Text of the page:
"* * * We think that one who holds papers against the owner's demands for their return cannot resist production by claiming the privilege against self-incrimination."

Counsel for Cohen first contends that the work papers are the taxpayer's property, and secondly, that even if the ownership of the work papers should be *475 found to be in Berke, the accountant, Cohen had the work papers in his rightful possession in a purely personal capacity at the time the summons was served.

Cohen relies upon the cases of United States v. White, 1944, 322 U.S. 694, 64 S. Ct. 1248, 88 L. Ed. 1542; Application of House, N.D.Cal.1956, 144 F. Supp. 95; Hughes v. Foster, Lewis, Langley and Onion, W.D.Tex.1965, 16 A.F.T.R.2d 5116.

At page 101 of 144 F.Supp., the late Judge Murphy states:

"* * * The argument of the government is therefore reduced to the proposition that the application of the privilege against self-incrimination turns on the difference between rightful indefinite possession and legal title. Nothing in the cases substantiates this notion that a narrow concept of property law should determine the availability of Constitutional guarantees against self-incrimination. The Supreme Court has stated the rule as follows:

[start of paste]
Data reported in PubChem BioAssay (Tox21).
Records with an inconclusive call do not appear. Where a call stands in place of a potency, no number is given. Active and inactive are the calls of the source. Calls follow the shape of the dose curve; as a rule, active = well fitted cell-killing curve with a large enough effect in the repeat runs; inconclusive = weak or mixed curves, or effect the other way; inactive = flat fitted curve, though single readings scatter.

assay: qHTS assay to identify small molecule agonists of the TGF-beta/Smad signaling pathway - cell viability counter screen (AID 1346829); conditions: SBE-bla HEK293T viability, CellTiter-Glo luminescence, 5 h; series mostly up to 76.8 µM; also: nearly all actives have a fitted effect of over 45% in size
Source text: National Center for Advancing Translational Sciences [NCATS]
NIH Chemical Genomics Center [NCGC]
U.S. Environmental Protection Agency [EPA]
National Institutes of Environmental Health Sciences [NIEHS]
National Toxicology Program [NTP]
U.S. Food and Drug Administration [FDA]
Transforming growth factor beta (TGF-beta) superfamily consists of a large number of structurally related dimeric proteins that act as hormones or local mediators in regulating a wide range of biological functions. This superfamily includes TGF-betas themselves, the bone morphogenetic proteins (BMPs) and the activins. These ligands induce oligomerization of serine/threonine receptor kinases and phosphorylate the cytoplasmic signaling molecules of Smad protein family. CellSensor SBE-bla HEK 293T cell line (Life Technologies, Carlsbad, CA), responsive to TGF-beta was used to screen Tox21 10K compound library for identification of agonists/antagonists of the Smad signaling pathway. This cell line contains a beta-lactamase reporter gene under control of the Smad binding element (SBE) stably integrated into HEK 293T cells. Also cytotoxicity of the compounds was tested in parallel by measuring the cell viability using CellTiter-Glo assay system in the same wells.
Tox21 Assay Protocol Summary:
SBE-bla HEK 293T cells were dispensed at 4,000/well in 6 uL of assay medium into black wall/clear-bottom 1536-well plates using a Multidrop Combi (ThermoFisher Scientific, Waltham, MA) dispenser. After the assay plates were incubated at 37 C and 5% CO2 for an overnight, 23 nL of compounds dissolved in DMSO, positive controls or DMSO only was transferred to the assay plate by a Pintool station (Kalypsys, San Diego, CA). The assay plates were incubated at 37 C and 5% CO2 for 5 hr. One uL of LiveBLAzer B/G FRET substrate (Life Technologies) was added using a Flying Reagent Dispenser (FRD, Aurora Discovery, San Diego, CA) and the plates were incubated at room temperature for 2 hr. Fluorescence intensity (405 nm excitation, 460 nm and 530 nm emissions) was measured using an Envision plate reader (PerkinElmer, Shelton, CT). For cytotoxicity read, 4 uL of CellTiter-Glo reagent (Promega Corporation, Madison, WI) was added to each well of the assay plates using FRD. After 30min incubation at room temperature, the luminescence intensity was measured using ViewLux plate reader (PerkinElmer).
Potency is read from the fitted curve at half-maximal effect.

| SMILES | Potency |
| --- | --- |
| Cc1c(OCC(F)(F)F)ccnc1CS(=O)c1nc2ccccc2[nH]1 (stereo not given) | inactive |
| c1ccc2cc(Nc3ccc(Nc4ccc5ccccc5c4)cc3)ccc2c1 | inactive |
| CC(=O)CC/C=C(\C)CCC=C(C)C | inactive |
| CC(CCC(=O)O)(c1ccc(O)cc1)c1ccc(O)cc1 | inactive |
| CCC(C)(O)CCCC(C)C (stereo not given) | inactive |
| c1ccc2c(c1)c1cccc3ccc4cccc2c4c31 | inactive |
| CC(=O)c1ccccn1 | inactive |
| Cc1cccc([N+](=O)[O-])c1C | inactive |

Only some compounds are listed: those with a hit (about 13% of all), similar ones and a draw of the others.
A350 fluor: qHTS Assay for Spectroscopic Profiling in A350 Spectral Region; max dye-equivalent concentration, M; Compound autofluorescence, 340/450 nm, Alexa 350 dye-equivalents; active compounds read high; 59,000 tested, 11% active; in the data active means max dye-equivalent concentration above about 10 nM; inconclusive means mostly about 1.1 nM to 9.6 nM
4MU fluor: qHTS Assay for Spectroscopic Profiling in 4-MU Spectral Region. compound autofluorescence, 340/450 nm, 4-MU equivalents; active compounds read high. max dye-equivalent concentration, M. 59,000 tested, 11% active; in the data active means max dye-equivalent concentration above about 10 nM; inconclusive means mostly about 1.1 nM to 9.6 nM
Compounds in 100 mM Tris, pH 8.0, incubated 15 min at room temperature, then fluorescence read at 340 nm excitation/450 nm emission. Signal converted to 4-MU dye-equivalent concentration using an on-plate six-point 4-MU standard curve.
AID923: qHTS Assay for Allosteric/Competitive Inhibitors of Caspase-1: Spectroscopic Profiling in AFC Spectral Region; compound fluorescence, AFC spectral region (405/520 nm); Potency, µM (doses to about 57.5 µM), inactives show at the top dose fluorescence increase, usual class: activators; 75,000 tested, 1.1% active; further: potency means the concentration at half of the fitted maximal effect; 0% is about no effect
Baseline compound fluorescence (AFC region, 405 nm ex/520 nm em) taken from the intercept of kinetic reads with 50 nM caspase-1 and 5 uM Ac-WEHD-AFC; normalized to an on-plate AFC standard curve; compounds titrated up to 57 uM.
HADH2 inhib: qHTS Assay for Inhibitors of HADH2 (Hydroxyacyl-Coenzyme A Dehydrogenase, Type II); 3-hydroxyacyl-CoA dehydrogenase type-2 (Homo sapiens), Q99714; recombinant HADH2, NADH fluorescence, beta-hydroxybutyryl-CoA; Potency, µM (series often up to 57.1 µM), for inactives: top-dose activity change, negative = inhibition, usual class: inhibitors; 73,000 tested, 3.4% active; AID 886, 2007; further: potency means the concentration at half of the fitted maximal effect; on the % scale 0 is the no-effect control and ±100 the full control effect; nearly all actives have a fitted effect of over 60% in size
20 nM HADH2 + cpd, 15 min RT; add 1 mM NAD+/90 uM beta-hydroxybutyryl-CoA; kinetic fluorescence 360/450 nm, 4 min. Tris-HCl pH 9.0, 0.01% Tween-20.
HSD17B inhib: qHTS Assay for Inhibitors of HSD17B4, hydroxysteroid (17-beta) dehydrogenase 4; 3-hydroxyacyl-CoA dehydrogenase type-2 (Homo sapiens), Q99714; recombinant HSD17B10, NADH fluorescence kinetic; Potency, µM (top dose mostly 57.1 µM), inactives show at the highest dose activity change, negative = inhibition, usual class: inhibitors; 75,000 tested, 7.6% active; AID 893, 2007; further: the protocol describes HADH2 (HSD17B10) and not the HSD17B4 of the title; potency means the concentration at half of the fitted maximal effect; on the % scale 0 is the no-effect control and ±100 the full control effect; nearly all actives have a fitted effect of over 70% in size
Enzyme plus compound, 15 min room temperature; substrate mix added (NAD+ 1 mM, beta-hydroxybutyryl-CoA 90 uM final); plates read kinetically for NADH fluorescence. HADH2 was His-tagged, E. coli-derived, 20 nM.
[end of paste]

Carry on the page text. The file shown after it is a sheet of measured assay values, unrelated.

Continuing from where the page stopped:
`* * * the papers and effects which the privilege protects must be the private property of the person claiming the privilege, or at least in his possession in a purely personal capacity.' (Emphasis added.) See United States v. White, 1944, 322 U.S. 694, 699, 64 S. Ct. 1248, 1251, 88 L. Ed. 1542."